Out in Front: Catch a Wave

November 1, 2011  - By 0 Comments
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Expecting guidance from FCC regulators by year’s end? LightSquared purports to do so, but a more measured evaluation finds a December decision unlikely.

The current test cycle — hopefully not the final one — just reached its end on November 4 at White Sands Missile Range, under the Air Force’s watchful eye. That testing focused only on “cellular and personal/general navigation” receivers as specified in a September letter from the National Telecommunication and Information Agency. According to unconfirmed reports, this round of testing did not include the JAVAD GNSS precision receiver with a new filter prototype, although LightSquared lobbied strongly to have the potentially bacon-rescuing device included.

Even if allowed, that move would have been highly premature, and ultimately misguided and misguiding. The 33 other high-precision and network GPS receivers that underwent May testing would all have to be retested, with the new filter incorporated somehow in each one, before any meaningful conclusion about technical feasibility could be drawn. Then retrofit cost issues would have to be addressed. Months of work remain before any fair and complete evaluation can occur.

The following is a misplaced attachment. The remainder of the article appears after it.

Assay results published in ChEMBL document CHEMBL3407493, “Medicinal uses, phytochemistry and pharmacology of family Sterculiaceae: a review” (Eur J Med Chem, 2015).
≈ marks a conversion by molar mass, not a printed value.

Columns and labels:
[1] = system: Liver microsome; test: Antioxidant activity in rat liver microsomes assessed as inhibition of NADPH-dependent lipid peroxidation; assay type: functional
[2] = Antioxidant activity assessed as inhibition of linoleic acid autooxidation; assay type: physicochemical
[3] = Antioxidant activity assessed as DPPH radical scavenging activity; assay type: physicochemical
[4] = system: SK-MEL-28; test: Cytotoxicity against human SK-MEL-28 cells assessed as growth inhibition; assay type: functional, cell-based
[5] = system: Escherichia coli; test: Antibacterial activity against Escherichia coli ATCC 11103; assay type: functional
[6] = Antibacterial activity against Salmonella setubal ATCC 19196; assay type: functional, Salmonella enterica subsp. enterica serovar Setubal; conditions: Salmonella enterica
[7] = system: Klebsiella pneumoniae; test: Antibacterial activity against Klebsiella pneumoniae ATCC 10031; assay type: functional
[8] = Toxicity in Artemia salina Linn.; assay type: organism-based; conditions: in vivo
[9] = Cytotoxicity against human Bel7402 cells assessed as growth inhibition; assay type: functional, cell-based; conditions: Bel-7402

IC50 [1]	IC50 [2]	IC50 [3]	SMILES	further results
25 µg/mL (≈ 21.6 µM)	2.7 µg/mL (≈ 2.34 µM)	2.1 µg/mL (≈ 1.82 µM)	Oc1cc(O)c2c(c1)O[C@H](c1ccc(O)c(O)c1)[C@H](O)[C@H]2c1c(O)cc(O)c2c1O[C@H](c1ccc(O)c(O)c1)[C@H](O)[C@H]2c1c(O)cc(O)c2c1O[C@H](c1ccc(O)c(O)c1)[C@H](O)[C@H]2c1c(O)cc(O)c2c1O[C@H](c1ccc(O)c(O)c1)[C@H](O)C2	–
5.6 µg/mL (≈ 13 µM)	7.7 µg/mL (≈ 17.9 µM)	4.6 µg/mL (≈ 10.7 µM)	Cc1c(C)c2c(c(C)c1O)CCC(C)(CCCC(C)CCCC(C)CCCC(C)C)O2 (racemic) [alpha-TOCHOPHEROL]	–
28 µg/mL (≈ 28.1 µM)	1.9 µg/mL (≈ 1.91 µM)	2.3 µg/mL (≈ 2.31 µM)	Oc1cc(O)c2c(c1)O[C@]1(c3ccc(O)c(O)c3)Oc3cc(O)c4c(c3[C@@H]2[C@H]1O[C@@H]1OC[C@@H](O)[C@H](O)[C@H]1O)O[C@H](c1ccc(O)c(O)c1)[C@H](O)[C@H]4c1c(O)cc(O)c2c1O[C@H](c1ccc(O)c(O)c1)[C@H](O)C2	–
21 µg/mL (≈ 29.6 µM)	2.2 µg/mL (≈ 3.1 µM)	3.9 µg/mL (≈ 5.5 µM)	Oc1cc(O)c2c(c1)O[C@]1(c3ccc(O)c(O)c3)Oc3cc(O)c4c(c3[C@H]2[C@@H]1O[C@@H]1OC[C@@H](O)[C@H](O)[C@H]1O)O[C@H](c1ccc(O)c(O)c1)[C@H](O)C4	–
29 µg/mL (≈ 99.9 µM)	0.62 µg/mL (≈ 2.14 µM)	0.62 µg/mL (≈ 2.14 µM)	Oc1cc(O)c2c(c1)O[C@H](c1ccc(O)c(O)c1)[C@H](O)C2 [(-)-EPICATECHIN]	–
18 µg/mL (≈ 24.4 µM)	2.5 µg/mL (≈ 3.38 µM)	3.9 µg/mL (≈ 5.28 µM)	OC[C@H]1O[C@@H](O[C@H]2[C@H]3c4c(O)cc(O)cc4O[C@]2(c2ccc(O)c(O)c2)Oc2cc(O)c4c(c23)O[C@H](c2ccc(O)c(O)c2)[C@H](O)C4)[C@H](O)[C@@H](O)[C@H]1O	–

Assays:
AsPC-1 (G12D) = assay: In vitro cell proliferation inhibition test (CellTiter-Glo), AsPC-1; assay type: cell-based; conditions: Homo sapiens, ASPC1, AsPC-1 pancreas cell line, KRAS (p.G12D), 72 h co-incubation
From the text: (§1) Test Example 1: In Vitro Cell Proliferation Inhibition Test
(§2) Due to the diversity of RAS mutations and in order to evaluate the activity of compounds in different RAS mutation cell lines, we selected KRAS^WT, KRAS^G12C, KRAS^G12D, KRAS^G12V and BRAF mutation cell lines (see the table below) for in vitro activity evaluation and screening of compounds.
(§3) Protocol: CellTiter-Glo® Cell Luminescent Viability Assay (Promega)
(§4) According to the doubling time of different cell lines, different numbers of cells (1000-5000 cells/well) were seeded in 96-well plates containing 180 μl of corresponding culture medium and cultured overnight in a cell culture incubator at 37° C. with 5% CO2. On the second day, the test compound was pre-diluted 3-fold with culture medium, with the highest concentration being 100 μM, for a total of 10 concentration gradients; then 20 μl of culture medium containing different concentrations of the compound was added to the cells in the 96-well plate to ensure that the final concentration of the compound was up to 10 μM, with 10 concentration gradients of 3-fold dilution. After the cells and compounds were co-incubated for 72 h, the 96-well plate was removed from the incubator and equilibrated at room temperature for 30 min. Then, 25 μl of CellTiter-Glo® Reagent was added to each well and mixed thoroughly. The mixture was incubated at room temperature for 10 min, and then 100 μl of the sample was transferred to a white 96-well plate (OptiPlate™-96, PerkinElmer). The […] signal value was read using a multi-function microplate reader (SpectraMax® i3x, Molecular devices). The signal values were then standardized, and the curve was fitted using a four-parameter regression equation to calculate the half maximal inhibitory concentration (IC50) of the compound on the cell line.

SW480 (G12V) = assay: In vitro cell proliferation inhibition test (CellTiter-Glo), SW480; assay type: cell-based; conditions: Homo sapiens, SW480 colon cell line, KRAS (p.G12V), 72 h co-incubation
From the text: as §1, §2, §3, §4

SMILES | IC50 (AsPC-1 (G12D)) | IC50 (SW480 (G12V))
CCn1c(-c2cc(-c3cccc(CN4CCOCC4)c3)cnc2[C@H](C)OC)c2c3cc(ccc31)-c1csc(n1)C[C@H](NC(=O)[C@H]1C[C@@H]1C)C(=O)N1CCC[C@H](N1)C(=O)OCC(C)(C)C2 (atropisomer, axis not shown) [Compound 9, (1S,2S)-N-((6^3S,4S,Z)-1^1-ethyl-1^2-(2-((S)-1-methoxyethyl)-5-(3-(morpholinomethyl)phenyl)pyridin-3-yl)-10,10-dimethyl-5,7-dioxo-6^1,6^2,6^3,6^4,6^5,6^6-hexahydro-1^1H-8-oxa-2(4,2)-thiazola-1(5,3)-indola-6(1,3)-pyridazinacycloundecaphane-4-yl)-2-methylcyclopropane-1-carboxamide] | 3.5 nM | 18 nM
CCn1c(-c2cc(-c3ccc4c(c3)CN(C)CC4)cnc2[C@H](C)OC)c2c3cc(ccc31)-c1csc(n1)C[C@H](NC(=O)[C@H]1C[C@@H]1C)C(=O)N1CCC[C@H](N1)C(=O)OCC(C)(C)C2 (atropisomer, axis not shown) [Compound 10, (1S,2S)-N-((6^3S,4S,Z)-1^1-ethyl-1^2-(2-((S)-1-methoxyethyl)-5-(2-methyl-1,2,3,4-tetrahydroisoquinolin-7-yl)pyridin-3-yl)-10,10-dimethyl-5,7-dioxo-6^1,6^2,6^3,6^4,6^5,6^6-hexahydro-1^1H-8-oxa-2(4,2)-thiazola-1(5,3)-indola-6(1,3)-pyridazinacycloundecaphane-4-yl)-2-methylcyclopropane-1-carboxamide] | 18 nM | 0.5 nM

A National PNT Engineering Forum summary of the cellular and personal/general navigation testing at White Sands is expected by November 30. A complete report may not appear until December. An FCC decision that same month, or the next, or the next, would be speedy and premature beyond any precedent that even the trigger-happy commission has yet set for itself.

As a basis for a decision on the waiver, the cellular and personal nav testing is still insufficient. At least one, probably two more rounds of testing — at bare minimum — involving the recent proposed filter fixes and a complete range of high-precision receivers should take place before putting national security, infrastructure, hundreds of thousands of jobs, and hundreds of billions of dollars of public and private-sector investments at risk.

This doesn’t mean everyone not directly involved in testing can chill.

This is a political and very high-stakes financial struggle, not just a series of complex technical issues. Decisions when they are made will reflect political  considerations and financial motives as well as technical test results.

Everyone who cares about the outcome should sit down today and write letters or e-mails to their three congresspeople — two senators and one representative — stating strongly and clearly their views and reasons. Even if you have written before. Congress is the only place currently that any form of leverage can be exerted.

We are riding a wave of change, and precariously at that. While keeping our balance, we must continually gauge the water, the wind, our own stamina — and warily watch the great white sharks that are circling.

This article is tagged with and posted in From the Editor
Alan Cameron

About the Author:

Alan Cameron is editor-in-chief and publisher of GPS World magazine, where he has worked since 2000. He also writes the monthly GNSS System Design e-mail newsletter and the Wide Awake blog.

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